The adventures are designed so that no matter where you live you and your child can explore nature.
But, sometimes it rains
Some of our adventures can be done indoors. These are perfect for days when outside isn't an option.
We've all been there, planning for the perfect outdoor adventure only to get nearly out the door and find it raining (or a heat wave!).
We have made it a point to include many different types of activities to satisfy all children’s natural inclinations.
The child who loves getting their hands dirty, the child who loves creating works of art, and the child who loves experimenting will all find activities to suit their interests.
Age and Ability Flexible
The adventures are designed to be flexible, so that, no matter your child’s ability level, they can participate.
Likewise, they are easily tweaked for a family of varying ages.
Field Notes on The Extensions:
Extensions are designed to expand upon the theme or topic of the quest.
Meet a Naturalist
Meet a Naturalist introduces children to a well-known naturalist and his or her work. Often times this is paired with a corresponding activity.
For example, in the extension on Henry David Thoreau, children are given the opportunity to conduct a water depth experiment similar to the ones Thoreau did.
Nature Art includes creative, nature inspired art or craft projects.
Sometimes these projects might involve exploring popular nature art, such as Andy Goldsworthy’s world famous land art. Other times they might be projects meant to help children use natural objects, such as a name collage.
Get Involved are extensions centered around helping wildlife in one way or another.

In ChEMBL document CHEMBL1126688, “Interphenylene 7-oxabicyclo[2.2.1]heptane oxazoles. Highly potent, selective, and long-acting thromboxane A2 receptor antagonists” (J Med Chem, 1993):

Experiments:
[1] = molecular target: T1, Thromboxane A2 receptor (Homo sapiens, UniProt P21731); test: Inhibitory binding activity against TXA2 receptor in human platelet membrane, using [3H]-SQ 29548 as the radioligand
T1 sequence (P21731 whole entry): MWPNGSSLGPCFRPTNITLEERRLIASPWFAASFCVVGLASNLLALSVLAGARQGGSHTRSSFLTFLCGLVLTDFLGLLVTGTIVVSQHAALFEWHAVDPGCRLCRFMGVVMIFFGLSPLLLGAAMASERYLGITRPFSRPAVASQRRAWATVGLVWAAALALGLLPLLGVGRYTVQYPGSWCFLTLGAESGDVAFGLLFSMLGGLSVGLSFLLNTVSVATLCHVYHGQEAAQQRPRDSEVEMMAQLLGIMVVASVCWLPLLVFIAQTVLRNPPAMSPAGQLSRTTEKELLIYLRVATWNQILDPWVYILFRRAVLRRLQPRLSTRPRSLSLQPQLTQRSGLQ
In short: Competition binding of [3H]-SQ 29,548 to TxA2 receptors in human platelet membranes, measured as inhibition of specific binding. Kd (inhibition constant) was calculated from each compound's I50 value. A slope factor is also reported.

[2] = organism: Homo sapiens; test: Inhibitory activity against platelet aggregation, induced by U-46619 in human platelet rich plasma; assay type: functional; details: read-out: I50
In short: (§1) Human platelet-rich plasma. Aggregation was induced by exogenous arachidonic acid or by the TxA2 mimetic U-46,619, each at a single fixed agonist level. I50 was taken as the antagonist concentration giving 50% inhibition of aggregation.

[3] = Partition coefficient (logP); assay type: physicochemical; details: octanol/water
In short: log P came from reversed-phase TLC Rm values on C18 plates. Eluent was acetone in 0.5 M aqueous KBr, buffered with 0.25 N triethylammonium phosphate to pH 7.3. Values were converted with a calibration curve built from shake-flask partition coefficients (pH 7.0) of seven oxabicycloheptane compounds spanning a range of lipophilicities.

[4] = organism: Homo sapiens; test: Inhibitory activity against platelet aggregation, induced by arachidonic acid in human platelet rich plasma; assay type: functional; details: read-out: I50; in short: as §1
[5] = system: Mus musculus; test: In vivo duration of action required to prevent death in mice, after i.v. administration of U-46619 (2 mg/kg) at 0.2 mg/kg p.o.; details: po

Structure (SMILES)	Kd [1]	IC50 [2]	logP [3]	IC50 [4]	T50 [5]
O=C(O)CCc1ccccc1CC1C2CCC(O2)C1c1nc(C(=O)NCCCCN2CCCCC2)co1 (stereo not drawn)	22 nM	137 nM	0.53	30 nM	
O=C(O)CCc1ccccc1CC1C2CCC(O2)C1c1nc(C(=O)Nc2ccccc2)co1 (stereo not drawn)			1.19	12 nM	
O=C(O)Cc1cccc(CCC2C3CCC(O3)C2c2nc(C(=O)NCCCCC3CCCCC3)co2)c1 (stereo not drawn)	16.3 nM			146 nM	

In the quest, The Power of Plants, children have the opportunity to create a milkweed garden for monarch caterpillars.
Interactive Digital PDF
Curated, interactive links to help you tailor the curriculum to your child's learning goals and interests.
One year of learning
This curriculum covers a year's worth of content for you and your child to explore.
Become a nature detective by engaging your senses and mind through eight learning units!
Preparing the soil.
"If facts are the seeds that later produce knowledge and wisdom, then the emotions and the impressions of the senses are the fertile soil in which the seeds must grow.
The years of early childhood are the time to prepare the soil."
- Rachel Carson
What method is this?
The best bits of all.
It's important for children to physically experience their world like Marie Montessori advised, connect with the natural world and internalize big ideas like Charlotte Mason emphasized, and learn important scientific concepts like Classical methods aim to do.
Love the earth. Then advocate.
The early programs of Science Through Nature do not place focus on environmentalism.
First and foremost, children must desire to save something before they take the necessary steps to do so.
That desire comes from experiencing the wonder of the natural world - from realizing that it is worth cherishing and protecting.
Let them first love nature and, as they grow and develop the ability to understand the myriad of issues facing the environment, they will inherently strive to protect it.